Most of us love water and can relax well when immersed in warm water. Some call the water “the birth center epidural” and it deserves this name. Water therapy has long been used to sooth pain, relax, and heal. Many women labor more effectively and with less pain in water. Birth in water has a long history of research for its safety. http://www.waterbirth.org/mc/page.do
There are only two concerns when a woman desires to birth in water, temperature and cleanliness. Temperature must be maintained close to body temperature or it will stress the unborn and newborn infant, so a temperature of less than 102 F must be assured. Cleanliness/infection control is difficult in jetted tubs where bacteria can hide in tubes behind walls, therefore, cleaning protocols must be strict and include hospital grade cleaners. One option is to utilize a “pipeless tub” where the jetted units are self contained and there are not any tubes behind the walls where bacteria can hide. The Birth Center is one of the birth centers where these tubs are utilized. When these two variables of temperature and bacteria are controlled, water birth is a safe and peaceful option for mother and baby.
Our practitioner and birth center statistics are: Cesarean Section rate of less than 4 in 100 compared to our national average of 1 in 3. Pereinatal death rate of 1 in over 500 compared to the national average of one in 145. Our infant and maternal death rate is 0. We love our facility and invite you to come for a tour.
Call for a tour with a provider – (801) 288-2229.
Fetal Diagn Ther, 2000, 15(5):291-300.
Waterbirths: a comparative study. A prospective study on more than 2,000 waterbirths.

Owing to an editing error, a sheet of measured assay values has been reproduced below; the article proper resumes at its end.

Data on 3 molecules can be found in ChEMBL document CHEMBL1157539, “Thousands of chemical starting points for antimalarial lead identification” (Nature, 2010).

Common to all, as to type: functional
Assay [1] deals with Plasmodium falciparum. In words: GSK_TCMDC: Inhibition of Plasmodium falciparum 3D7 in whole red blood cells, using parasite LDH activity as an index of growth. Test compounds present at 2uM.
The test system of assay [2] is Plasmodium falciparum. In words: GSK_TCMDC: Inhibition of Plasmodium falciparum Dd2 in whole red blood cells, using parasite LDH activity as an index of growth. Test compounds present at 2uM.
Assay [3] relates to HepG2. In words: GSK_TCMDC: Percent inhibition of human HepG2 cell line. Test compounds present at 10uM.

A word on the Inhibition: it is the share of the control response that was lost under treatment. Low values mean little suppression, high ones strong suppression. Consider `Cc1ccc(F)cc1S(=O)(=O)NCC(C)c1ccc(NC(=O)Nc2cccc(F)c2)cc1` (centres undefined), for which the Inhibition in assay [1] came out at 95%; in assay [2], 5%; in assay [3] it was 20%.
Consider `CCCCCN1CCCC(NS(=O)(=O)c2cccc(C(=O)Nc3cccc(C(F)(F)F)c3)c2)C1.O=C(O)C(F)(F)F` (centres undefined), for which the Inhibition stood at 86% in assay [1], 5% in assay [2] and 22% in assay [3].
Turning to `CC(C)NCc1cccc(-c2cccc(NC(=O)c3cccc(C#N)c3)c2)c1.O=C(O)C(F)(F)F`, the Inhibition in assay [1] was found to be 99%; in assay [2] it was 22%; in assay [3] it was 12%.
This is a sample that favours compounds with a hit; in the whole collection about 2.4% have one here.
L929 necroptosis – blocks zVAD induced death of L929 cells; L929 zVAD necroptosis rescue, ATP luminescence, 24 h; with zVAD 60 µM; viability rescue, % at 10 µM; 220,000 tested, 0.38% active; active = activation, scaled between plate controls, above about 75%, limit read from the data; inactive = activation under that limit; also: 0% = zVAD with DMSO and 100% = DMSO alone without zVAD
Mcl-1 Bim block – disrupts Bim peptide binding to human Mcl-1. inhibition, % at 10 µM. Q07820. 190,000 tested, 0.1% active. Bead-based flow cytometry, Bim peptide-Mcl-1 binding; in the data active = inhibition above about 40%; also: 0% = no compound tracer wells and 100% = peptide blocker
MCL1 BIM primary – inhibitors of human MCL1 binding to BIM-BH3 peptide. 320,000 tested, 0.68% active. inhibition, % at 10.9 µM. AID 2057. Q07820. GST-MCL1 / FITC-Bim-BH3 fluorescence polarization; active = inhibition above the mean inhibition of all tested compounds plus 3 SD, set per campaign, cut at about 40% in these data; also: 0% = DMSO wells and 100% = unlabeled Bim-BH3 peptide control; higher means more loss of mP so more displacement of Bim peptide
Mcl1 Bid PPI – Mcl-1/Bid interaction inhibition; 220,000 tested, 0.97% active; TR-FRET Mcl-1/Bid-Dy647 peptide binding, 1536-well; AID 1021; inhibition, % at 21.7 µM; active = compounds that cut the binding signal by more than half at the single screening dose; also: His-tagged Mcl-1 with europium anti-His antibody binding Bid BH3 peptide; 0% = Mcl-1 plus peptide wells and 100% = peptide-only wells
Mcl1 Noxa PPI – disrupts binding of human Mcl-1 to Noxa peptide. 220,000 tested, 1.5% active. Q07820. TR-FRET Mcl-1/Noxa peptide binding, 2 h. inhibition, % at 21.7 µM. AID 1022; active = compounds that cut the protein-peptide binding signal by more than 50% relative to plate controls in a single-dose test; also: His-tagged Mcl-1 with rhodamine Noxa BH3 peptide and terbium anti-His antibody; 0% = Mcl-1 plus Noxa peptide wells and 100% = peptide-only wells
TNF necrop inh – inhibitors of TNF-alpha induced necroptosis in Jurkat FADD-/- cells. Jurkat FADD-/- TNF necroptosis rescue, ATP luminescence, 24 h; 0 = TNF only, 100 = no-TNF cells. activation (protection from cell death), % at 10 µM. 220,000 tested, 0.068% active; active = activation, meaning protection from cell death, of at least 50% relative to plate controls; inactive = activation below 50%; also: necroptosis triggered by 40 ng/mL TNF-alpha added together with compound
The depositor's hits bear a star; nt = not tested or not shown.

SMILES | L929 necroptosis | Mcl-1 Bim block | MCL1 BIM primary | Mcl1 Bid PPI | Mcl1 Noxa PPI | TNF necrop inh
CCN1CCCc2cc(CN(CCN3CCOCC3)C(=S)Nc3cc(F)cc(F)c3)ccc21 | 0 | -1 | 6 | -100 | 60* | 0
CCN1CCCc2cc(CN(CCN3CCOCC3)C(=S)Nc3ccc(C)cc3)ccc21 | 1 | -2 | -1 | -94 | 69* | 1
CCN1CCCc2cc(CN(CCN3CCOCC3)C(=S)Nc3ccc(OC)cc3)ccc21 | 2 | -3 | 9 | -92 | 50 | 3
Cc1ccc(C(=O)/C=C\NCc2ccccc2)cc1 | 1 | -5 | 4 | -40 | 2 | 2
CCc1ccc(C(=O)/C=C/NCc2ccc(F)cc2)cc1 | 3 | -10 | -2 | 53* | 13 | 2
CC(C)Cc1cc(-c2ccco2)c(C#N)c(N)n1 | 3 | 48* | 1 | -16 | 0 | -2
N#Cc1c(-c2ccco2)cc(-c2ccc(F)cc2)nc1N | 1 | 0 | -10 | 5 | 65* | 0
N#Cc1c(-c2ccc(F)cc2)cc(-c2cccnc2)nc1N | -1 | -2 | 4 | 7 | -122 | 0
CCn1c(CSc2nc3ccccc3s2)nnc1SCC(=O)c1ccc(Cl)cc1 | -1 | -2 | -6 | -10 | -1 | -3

Geissbuhler, V., Eberhard, J.
Clinic for Obstetrics and Gynecology, Thurgauisches Kantonsspital, Frauenfeld, Switzerland. firstname.lastname@example.org
BACKGROUND: Waterbirths were introduced in 1991 as part of a new birth concept which consisted of careful monitoring and birth management, restrictive use of invasive methods and free choice of different birth methods.
METHODS: After the introduction of this new birth concept a prospective observational study was initiated. All parturients of the region give birth in our clinic without preselection, ours being the only birth clinic of the region. 2% of the parturients will be referred to a larger birth clinic (university clinic) mainly because of preterm births before the end of the 33rd week of pregnancy. Every one of the 7,508 births between November 1991, and May 21, 1997, was analyzed. In this article the birth parameters of mother and child in the most often chosen spontaneous birth methods will be compared to assess the safety of alternative birth methods in general and of waterbirths in particular. 2,014 of these 5,953 spontaneous births were waterbirths, 1,108 were Maia-birthing stool births and 2,362 bedbirths (vacuum extractions not included).